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383 SBC build help

  1. #29
    Senior Member ol guy's Avatar
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    Quote Originally Posted by flatwater View Post
    Hi fellas, finally got all my parts in and will soon start the build. I would like to confirm the need for the extra cylinder clearance, however, as I type.... I'm starting to wonder why I'm even asking... if it has been suggested by you guys, there is good reason for it. Its just the fact its a NEW block and seems taking it to a shop to get .001 or .002 of clearance is a bit excessive... final thoughts? should I at least measure piston to wall clearance first? what range would I be safe at?

    thanks for your time and patients!
    For what it's worth! I just built a 427 ford F.E. for a good friend and I went .002-.003 P.T.W on this build using Hypereutectic Pistons. my friend finished the long block and this engine turned out to be a thing of beauty to say the least. It is a very rare engine, 1963 427 cross-bolt 425 dual quad engine all matching numbers he is going to sell. I wanted to see it run but o-well! I keep telling him 15k is to flocking cheap!!! Mark

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  3. #30
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    Quote Originally Posted by flatwater View Post
    Hi fellas, finally got all my parts in and will soon start the build. I would like to confirm the need for the extra cylinder clearance, however, as I type.... I'm starting to wonder why I'm even asking... if it has been suggested by you guys, there is good reason for it. Its just the fact its a NEW block and seems taking it to a shop to get .001 or .002 of clearance is a bit excessive... final thoughts? should I at least measure piston to wall clearance first? what range would I be safe at?

    thanks for your time and patients!
    Here is what and why I do it. First I get a good measurement of the pistons themselves and also find out what the manufacturer wants for clearance for that particular engine. If in a daily driver type application I stay within the recommendations. If for a marine application I add another .001 clearance being that the block is getting cold/cool water around the cylinders and therefore the cylinders are not expanding like they would in a typical car. The pistons on the other hand are getting plenty warm as the engine always has a load on it. In a boat the engine never has a cruise situation like a car when it is gliding down the road at 40 or 50 MPH. It always has a load as if it is going up hill a little bit as the water is creating much more surface friction than air to a car. Then there is the other fact that in marine applications the engine is often run WOT for long periods of time across the lake to get to our favorite skiing cove or party place. Again, allowing the piston to see a fair amount of sustained heat vs the cylinder walls that are being cooled by cold water. That is why I do it.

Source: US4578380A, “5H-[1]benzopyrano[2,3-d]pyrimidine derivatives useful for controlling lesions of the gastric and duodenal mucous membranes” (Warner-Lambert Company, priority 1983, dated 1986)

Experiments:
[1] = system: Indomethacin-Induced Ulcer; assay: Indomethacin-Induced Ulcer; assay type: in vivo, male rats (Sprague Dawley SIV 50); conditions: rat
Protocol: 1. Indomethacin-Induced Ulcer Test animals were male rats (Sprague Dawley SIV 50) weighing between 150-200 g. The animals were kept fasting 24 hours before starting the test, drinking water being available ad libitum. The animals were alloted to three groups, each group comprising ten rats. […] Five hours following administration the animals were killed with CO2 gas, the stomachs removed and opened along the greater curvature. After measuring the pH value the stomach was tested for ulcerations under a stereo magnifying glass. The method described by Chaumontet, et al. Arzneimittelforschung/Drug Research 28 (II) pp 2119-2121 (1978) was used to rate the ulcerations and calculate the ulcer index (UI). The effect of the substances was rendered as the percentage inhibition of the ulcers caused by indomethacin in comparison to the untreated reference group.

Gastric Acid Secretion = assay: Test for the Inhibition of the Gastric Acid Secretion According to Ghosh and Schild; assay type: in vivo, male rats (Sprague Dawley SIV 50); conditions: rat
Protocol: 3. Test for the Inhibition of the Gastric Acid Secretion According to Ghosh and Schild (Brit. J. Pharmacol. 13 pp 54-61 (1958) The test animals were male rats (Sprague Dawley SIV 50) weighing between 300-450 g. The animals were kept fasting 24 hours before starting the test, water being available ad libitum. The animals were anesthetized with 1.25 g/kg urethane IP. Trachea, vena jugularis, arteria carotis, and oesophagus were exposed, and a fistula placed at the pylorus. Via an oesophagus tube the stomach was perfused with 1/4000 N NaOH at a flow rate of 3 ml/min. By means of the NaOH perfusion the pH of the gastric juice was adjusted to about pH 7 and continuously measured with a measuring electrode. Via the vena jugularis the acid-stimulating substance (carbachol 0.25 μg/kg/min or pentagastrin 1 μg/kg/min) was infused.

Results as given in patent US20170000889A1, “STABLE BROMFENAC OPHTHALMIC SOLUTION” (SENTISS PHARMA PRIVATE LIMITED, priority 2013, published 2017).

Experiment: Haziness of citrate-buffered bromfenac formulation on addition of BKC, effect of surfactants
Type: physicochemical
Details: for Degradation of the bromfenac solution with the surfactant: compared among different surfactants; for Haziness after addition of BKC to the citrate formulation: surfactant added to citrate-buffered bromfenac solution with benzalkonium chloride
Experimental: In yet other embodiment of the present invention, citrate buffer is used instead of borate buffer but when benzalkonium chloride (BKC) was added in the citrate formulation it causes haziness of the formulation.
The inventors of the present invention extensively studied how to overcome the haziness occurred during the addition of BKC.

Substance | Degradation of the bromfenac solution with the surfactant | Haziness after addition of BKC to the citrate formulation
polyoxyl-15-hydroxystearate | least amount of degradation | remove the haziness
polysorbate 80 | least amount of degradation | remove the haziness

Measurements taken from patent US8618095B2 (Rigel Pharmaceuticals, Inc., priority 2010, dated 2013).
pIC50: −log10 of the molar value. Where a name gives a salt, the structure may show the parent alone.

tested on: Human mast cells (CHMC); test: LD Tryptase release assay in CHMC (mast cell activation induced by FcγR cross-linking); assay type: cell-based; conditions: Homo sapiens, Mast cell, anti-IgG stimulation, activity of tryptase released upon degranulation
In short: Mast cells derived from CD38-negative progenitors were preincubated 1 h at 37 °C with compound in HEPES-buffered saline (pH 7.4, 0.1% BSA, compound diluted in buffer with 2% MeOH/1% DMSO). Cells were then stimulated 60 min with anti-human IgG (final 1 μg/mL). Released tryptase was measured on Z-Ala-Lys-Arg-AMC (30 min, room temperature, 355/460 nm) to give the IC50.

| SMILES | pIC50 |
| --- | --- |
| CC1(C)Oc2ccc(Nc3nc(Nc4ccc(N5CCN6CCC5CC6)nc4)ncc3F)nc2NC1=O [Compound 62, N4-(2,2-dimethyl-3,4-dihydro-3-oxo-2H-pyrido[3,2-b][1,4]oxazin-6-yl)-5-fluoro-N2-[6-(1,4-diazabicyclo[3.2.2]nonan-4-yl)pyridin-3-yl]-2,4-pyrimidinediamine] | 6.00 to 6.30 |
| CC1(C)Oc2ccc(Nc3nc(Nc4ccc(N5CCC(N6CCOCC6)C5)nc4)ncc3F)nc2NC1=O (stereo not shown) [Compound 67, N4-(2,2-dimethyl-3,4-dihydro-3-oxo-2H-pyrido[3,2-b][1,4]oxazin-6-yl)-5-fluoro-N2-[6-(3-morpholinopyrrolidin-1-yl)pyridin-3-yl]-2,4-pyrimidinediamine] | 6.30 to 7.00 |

Paul

  4. #31
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    Quote Originally Posted by fc-Pilot View Post
    Here is what and why I do it. First I get a good measurement of the pistons themselves and also find out what the manufacturer wants for clearance for that particular engine. If in a daily driver type application I stay within the recommendations. If for a marine application I add another .001 clearance being that the block is getting cold/cool water around the cylinders and therefore the cylinders are not expanding like they would in a typical car. The pistons on the other hand are getting plenty warm as the engine always has a load on it. In a boat the engine never has a cruise situation like a car when it is gliding down the road at 40 or 50 MPH. It always has a load as if it is going up hill a little bit as the water is creating much more surface friction than air to a car. Then there is the other fact that in marine applications the engine is often run WOT for long periods of time across the lake to get to our favorite skiing cove or party place. Again, allowing the piston to see a fair amount of sustained heat vs the cylinder walls that are being cooled by cold water. That is why I do it.

    Paul
    Great advice right there, from experience.
    If God is your co-pilot, change seats!
    Acts 2:38, the perfect answer to the perfect question.

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  6. #32
    Senior Member flatwater's Avatar
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    Thanks guys, I will measure my pistons and current bore size and will take the block into have the machining done the right way (of course)... I'm already into it for 8k... now is not the time to start saving a few hundred...

    Will let you know if I have any more questions before the assembly. (will start a new thread to capture the build).

  7. #33
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    Quote Originally Posted by flatwater View Post